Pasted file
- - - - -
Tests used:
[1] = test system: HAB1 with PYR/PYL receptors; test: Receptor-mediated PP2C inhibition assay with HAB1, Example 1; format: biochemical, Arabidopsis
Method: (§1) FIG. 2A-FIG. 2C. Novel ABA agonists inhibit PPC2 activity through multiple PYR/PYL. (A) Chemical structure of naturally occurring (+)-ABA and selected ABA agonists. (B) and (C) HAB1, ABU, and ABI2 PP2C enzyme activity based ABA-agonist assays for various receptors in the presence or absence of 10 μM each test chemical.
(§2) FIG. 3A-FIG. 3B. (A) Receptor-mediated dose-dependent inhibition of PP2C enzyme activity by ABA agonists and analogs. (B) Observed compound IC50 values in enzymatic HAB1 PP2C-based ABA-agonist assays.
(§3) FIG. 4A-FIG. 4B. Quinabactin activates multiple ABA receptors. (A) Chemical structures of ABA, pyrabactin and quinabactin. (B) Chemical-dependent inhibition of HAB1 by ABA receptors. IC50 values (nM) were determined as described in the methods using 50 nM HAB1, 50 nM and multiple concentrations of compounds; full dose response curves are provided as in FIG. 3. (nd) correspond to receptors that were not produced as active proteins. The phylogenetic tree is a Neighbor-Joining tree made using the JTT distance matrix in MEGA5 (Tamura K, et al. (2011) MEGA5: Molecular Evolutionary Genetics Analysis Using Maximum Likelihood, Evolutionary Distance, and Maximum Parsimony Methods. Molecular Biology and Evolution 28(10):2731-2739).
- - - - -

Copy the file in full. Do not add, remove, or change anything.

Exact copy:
Tests used:
[1] = test system: HAB1 with PYR/PYL receptors; test: Receptor-mediated PP2C inhibition assay with HAB1, Example 1; format: biochemical, Arabidopsis
Method: (§1) FIG. 2A-FIG. 2C. Novel ABA agonists inhibit PPC2 activity through multiple PYR/PYL. (A) Chemical structure of naturally occurring (+)-ABA and selected ABA agonists. (B) and (C) HAB1, ABU, and ABI2 PP2C enzyme activity based ABA-agonist assays for various receptors in the presence or absence of 10 μM each test chemical.
(§2) FIG. 3A-FIG. 3B. (A) Receptor-mediated dose-dependent inhibition of PP2C enzyme activity by ABA agonists and analogs. (B) Observed compound IC50 values in enzymatic HAB1 PP2C-based ABA-agonist assays.
(§3) FIG. 4A-FIG. 4B. Quinabactin activates multiple ABA receptors. (A) Chemical structures of ABA, pyrabactin and quinabactin. (B) Chemical-dependent inhibition of HAB1 by ABA receptors. IC50 values (nM) were determined as described in the methods using 50 nM HAB1, 50 nM and multiple concentrations of compounds; full dose response curves are provided as in FIG. 3. (nd) correspond to receptors that were not produced as active proteins. The phylogenetic tree is a Neighbor-Joining tree made using the JTT distance matrix in MEGA5 (Tamura K, et al. (2011) MEGA5: Molecular Evolutionary Genetics Analysis Using Maximum Likelihood, Evolutionary Distance, and Maximum Parsimony Methods. Molecular Biology and Evolution 28(10):2731-2739).